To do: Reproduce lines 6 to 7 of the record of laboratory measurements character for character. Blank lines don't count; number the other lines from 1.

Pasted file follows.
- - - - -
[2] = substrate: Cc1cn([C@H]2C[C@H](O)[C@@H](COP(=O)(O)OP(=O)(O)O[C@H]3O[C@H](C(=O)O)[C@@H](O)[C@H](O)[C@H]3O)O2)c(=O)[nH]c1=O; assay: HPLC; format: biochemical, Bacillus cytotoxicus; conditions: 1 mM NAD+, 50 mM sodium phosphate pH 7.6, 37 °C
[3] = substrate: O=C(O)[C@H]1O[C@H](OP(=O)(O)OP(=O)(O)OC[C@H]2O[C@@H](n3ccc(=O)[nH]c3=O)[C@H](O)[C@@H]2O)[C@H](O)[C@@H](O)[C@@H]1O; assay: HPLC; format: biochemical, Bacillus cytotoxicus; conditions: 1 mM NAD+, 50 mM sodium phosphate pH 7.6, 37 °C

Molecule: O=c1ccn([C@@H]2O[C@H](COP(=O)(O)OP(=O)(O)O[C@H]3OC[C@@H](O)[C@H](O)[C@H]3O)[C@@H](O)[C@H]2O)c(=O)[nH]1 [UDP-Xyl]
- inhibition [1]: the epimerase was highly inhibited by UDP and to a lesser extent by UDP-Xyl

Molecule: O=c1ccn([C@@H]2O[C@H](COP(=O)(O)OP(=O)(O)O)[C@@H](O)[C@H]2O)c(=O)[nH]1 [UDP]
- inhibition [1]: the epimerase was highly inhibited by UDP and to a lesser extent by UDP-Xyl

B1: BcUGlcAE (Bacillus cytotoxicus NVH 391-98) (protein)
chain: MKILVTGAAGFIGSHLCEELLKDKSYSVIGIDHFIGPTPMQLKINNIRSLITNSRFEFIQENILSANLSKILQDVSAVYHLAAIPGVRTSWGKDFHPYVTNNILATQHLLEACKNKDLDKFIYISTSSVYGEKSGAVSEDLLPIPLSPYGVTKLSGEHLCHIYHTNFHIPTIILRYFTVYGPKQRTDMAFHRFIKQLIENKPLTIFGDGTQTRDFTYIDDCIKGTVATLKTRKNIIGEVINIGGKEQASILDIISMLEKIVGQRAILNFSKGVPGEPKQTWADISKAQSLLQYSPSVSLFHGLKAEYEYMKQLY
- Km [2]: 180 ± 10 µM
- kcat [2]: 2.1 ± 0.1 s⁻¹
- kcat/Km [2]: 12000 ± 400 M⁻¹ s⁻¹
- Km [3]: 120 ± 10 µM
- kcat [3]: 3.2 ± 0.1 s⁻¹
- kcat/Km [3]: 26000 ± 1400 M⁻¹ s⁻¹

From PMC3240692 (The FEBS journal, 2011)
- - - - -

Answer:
- inhibition [1]: the epimerase was highly inhibited by UDP and to a lesser extent by UDP-Xyl

B1: BcUGlcAE (Bacillus cytotoxicus NVH 391-98) (protein)